Adapted by Paul Allen, based on the screenplay by Mark Herman
When Derby Theatre staged Brassed Off in 2015, it was at a time when some communities were still waiting to mine the benefits of a regeneration programme after the closure of their pits.
Eight years on, the cost-of-living crisis, with shops closing and nothing taking their place, means that the production is just as relevant as when it was first staged in Derby.
There are several problems with tackling this adaptation of Mark Herman’s screenplay of the film Brassed Off: it needs actor-musicians who can hold a tune as well as getting the most out of Paul Allen’s emotional script; it requires an award-winning brass band; and it needs an evocative set.
Derby Theatre’s artistic director Sarah Brigham has revisited Brassed Off. Not only has she repeated the success of the first incarnation, she has surpassed it, if the reaction of the audience on press night was anything to go by.Brassed Off is set in Grimley, Yorkshire in 1994, ten years after the devastating miners’ strike. The community’s pit is under threat of closure even though it is profitable. A recognisable theme?
Some of the miners are struggling financially and will do almost anything to support their family. So when British Coal makes them an offer of £23,000 if they vote to close the pit, the temptation to take the money is difficult to resist.
The only thing that keeps the community together is the brass band. It gives them hope and allows them to be distracted from their desperate situation, if only for a while.
Gareth Williams has given excellent performances on his previous appearances at Derby Theatre. He played Scrooge in Neil Duffield’s adaptation of Charles Dickens’s A Christmas Carol in 2019 and followed that with his portrayal of Derbyshire MP Dennis Skinner in Kevin Fegan’s Palace of Varieties three years later. Here he is terrific as Danny, the bandmaster who comes to realise that people matter more than music. His stirring anti-government rant towards the end strikes a chord with many people in the audience.
No fewer than seven actors who appeared in the 2015 production reprise their roles. Seren Sandham-Davies, who made her professional debut as Gloria, again delightfully plays the young woman born in Grimley who returns to play flugelhorn in the band. Her enthusiasm and naivety about her job researching whether the pit is viable is replaced by a fighting spirit as she realises the miners were never going to beat British Coal.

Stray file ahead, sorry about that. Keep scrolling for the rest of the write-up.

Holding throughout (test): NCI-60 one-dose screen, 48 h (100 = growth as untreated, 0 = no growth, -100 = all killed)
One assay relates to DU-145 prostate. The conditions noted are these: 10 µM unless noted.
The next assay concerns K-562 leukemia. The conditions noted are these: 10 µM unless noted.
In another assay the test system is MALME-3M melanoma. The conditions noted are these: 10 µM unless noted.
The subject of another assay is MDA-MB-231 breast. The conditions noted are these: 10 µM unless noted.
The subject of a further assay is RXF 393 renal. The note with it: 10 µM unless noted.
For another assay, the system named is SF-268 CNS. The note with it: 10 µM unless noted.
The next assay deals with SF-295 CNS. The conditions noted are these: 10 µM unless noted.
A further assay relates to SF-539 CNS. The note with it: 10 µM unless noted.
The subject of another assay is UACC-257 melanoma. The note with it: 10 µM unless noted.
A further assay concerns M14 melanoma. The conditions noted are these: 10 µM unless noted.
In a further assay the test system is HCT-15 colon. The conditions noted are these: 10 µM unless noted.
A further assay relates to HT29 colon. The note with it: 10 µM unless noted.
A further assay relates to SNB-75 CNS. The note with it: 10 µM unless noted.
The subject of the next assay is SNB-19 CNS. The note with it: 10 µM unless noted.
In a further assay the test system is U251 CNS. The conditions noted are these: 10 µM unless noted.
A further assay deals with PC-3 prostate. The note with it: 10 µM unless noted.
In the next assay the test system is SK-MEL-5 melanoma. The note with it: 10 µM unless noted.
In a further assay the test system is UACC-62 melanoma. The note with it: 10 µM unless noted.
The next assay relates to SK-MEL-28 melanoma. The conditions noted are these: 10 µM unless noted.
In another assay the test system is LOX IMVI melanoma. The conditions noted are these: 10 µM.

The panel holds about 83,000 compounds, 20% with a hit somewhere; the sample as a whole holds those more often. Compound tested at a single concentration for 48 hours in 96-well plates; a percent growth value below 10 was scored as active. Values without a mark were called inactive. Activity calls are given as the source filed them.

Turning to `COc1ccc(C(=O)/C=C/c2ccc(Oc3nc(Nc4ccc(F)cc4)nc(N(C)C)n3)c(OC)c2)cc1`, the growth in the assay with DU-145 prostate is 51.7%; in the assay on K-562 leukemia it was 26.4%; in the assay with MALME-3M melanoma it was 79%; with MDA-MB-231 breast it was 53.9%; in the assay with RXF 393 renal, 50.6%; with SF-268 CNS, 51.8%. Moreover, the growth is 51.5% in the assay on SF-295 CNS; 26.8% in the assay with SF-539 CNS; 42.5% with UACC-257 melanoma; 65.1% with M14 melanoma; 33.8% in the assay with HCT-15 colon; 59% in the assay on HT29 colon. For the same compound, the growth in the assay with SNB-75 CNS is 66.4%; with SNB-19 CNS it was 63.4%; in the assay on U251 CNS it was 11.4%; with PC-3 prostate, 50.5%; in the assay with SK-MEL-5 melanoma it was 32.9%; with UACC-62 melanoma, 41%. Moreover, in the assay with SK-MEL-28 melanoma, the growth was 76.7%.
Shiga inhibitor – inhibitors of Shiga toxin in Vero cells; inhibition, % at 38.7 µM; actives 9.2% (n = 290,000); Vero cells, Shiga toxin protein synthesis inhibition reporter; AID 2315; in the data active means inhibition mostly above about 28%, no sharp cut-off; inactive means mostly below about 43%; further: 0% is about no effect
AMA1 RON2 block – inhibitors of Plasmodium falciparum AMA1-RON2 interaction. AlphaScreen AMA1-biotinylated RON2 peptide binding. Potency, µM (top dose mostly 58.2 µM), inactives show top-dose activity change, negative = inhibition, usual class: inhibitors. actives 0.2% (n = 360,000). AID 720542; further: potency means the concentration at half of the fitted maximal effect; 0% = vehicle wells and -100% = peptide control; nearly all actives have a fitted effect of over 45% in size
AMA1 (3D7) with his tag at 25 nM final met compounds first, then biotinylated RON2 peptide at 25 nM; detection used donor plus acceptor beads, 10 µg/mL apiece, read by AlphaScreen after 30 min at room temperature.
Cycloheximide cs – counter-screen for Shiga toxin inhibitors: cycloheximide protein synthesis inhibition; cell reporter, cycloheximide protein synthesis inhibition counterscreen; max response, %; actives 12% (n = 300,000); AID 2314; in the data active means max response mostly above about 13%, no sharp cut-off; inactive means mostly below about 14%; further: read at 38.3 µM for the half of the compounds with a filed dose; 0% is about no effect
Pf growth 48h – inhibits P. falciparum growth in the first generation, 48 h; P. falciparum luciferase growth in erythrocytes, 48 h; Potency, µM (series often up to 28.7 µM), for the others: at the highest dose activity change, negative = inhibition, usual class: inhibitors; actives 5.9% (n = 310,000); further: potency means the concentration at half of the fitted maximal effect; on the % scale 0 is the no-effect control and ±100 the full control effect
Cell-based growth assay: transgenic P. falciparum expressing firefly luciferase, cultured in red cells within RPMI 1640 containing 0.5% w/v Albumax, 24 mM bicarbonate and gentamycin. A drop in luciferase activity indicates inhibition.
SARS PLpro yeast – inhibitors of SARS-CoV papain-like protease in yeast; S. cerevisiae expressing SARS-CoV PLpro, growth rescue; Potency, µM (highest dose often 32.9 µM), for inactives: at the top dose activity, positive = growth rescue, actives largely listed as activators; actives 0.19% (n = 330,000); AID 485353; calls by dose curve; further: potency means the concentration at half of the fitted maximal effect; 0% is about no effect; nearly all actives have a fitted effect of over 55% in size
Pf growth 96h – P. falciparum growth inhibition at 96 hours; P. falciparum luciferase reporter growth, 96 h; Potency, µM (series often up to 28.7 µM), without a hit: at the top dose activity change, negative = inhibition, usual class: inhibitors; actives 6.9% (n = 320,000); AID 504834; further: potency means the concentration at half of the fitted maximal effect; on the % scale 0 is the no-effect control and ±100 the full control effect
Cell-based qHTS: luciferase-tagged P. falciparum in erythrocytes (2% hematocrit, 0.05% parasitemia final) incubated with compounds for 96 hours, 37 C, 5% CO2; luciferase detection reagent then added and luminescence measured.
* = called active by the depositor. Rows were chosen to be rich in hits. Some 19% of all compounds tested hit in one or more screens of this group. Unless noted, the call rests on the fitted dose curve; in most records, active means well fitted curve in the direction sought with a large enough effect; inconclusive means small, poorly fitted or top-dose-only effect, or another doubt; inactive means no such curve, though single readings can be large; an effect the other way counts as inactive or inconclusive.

Jimmy Fairhurst elicits empathy as Phil, who buys a second-hand trombone even though he hasn’t got the money to feed his family, while Jo Mousley is his anguished wife, Sandra, totally credible as a distraught mother unable to put food on the table for her children.
Howard Chadwick shines as the larger-than-life Harry who believes beer can be a temporary answer to the miners’ problems. Lisa Allen (Vera) and Kate Wood (Rita) are the long-suffering, neglected wives who try to keep their men in check. Jack Waring gives strong support as one of the miners.
There are two other newcomers to this production: Thomas Wingfield revels in the role of Andy, Gloria’s boyhood sweetheart torn between his love for her and the fact that she works for British Coal, and Lee Toomes is excellent as Jim, the bolshy miner who often opens his mouth without thinking.
Also on song are Ali Allen’s set, which has a pithead in the background while Phil and Sandra’s house revolves to reveal the interior, and “Derbyshire’s premier brass band”, Derwent Brass, who give rousing renditions of “The William Tell Overture” and “Land of Hope and Glory”.
Virtually all the audience were on their feet at the end. Sarah Brigham’s production definitely hits all the right notes.
* This review originally appeared on the British Theatre Guide website